[00:30:26] And just maybe it wasn’t the full program at first, but we found out what was valuable to them. Once they found something that worked, that fit within their structure and was valued, the rest of the expectations appeared to just show up and that started to develop. One last thing I want to add to that, because I think it might be valuable for people to know we do not require everyone to report in exactly the same format. We do ask that they decide their benchmarks for all of their assessments. What is the minimum level that is acceptable for their program, although they may not even graduate people who don’t reach that level? We want I think we want them to know where the students are. And then above that, what is the level that they deem is their expectation or meeting the standard or proficient or whatever you want to call it. So in other words, they at least divide their students between not meeting the minimum meeting minimum, but not reaching proficient and proficient or higher. Now, not all programs like to do it that way in some programs like the use means scores, and in that way it’s almost nearly impossible to determine. Who in which students are not meeting particular proficiency levels, but that’s where they find the most meaning for their program and that’s the most important thing, is that it doesn’t always match what we want or what I’m going to use. What’s most important is what they’re doing. Is it finding information that’s useful to them for program improvement? And then we build upon that that hopefully that answered that question.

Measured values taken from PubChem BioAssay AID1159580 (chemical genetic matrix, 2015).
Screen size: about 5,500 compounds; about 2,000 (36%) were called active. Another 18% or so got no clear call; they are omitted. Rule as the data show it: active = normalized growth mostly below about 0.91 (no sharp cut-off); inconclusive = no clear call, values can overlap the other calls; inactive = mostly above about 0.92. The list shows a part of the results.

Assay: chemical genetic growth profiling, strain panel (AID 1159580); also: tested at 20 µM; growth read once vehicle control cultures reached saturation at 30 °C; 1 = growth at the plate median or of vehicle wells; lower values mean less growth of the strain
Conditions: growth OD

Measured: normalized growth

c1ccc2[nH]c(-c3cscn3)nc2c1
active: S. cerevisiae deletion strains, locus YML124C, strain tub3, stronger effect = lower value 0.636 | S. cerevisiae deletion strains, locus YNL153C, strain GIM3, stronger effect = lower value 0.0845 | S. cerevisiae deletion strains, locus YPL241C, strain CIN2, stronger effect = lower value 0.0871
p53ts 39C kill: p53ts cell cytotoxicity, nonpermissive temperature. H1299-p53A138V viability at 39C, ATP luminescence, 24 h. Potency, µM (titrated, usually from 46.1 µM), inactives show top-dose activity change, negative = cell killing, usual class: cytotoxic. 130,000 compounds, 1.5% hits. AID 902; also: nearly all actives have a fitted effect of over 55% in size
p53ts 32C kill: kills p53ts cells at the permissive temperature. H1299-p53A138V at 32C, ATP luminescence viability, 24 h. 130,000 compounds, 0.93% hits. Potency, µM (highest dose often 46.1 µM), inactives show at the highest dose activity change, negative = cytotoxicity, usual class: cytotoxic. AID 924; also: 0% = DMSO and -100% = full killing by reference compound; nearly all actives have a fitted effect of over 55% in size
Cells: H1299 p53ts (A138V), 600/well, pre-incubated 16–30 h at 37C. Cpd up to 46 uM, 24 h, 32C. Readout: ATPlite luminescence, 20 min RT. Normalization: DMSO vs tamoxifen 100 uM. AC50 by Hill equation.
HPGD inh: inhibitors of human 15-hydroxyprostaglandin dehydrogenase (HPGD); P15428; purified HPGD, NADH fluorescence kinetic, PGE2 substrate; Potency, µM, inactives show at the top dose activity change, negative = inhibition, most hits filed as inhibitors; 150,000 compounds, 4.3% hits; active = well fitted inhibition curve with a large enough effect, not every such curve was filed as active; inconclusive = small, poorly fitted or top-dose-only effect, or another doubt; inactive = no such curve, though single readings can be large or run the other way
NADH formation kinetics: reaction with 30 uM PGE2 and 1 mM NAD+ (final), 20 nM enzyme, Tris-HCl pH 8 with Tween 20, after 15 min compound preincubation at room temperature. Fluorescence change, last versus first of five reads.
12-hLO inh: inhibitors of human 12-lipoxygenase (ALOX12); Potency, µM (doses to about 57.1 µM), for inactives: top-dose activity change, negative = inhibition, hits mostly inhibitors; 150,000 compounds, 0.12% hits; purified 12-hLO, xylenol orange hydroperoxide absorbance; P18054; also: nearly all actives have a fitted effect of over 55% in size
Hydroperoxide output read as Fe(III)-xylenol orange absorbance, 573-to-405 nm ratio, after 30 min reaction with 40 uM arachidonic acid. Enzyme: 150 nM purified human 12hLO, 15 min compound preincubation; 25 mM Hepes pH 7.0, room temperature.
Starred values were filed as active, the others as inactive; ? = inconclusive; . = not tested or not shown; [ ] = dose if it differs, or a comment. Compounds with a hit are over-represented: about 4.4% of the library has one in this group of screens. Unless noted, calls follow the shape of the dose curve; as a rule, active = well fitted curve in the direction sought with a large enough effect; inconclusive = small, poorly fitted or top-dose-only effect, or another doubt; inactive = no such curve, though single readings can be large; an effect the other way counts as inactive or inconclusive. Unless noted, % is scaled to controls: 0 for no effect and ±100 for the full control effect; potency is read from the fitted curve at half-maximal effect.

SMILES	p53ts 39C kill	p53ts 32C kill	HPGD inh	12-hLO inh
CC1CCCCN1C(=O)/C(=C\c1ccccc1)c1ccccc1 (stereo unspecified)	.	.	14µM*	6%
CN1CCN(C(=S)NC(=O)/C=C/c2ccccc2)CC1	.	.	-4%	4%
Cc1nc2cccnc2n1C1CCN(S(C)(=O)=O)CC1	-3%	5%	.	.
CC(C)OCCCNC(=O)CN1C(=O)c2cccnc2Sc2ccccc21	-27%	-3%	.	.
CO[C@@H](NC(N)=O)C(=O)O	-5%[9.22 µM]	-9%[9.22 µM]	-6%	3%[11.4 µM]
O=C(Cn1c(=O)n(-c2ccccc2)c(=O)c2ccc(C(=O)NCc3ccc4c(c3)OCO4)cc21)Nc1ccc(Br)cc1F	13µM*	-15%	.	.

[00:32:04] Great, thanks, Fred. This is a little bit of a follow up question, would you suggest a top down or bottom up approach to driving this type of change at an institution or a specific department within an institution?